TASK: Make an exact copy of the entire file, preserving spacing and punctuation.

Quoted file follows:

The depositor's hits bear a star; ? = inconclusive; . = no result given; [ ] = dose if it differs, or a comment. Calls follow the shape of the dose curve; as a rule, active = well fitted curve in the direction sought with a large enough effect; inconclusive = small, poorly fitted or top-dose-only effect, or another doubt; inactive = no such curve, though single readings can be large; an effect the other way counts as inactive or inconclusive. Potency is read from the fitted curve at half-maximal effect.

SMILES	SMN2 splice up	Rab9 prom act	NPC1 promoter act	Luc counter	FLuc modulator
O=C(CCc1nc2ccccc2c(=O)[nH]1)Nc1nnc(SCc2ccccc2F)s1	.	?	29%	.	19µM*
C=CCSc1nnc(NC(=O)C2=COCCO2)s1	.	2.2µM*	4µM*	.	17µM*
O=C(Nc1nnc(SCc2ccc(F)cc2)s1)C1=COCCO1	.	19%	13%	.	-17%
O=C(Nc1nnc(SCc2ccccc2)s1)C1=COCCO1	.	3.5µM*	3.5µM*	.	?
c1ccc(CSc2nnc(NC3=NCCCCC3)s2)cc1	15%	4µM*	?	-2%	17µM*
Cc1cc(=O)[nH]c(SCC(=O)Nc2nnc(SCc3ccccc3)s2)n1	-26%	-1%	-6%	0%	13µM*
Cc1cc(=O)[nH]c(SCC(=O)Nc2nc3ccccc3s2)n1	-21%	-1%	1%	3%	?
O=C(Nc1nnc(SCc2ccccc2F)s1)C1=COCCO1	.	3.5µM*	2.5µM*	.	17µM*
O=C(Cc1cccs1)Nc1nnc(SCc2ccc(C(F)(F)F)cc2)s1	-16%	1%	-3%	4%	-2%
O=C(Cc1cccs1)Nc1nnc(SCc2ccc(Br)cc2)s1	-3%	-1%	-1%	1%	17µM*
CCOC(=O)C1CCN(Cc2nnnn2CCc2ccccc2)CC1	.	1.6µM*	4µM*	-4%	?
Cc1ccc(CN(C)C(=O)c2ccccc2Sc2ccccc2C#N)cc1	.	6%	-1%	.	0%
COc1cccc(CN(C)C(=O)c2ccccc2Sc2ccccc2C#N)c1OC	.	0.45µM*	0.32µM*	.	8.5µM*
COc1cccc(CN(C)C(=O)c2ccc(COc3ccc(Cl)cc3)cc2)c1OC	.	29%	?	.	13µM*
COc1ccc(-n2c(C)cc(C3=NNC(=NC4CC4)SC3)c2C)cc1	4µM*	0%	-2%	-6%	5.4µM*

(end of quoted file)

The depositor's hits bear a star; ? = inconclusive; . = no result given; [ ] = dose if it differs, or a comment. Calls follow the shape of the dose curve; as a rule, active = well fitted curve in the direction sought with a large enough effect; inconclusive = small, poorly fitted or top-dose-only effect, or another doubt; inactive = no such curve, though single readings can be large; an effect the other way counts as inactive or inconclusive. Potency is read from the fitted curve at half-maximal effect.

SMILES	SMN2 splice up	Rab9 prom act	NPC1 promoter act	Luc counter	FLuc modulator
O=C(CCc1nc2ccccc2c(=O)[nH]1)Nc1nnc(SCc2ccccc2F)s1	.	?	29%	.	19µM*
C=CCSc1nnc(NC(=O)C2=COCCO2)s1	.	2.2µM*	4µM*	.	17µM*
O=C(Nc1nnc(SCc2ccc(F)cc2)s1)C1=COCCO1	.	19%	13%	.	-17%
O=C(Nc1nnc(SCc2ccccc2)s1)C1=COCCO1	.	3.5µM*	3.5µM*	.	?
c1ccc(CSc2nnc(NC3=NCCCCC3)s2)cc1	15%	4µM*	?	-2%	17µM*
Cc1cc(=O)[nH]c(SCC(=O)Nc2nnc(SCc3ccccc3)s2)n1	-26%	-1%	-6%	0%	13µM*
Cc1cc(=O)[nH]c(SCC(=O)Nc2nc3ccccc3s2)n1	-21%	-1%	1%	3%	?
O=C(Nc1nnc(SCc2ccccc2F)s1)C1=COCCO1	.	3.5µM*	2.5µM*	.	17µM*
O=C(Cc1cccs1)Nc1nnc(SCc2ccc(C(F)(F)F)cc2)s1	-16%	1%	-3%	4%	-2%
O=C(Cc1cccs1)Nc1nnc(SCc2ccc(Br)cc2)s1	-3%	-1%	-1%	1%	17µM*
CCOC(=O)C1CCN(Cc2nnnn2CCc2ccccc2)CC1	.	1.6µM*	4µM*	-4%	?
Cc1ccc(CN(C)C(=O)c2ccccc2Sc2ccccc2C#N)cc1	.	6%	-1%	.	0%
COc1cccc(CN(C)C(=O)c2ccccc2Sc2ccccc2C#N)c1OC	.	0.45µM*	0.32µM*	.	8.5µM*
COc1cccc(CN(C)C(=O)c2ccc(COc3ccc(Cl)cc3)cc2)c1OC	.	29%	?	.	13µM*
COc1ccc(-n2c(C)cc(C3=NNC(=NC4CC4)SC3)c2C)cc1	4µM*	0%	-2%	-6%	5.4µM*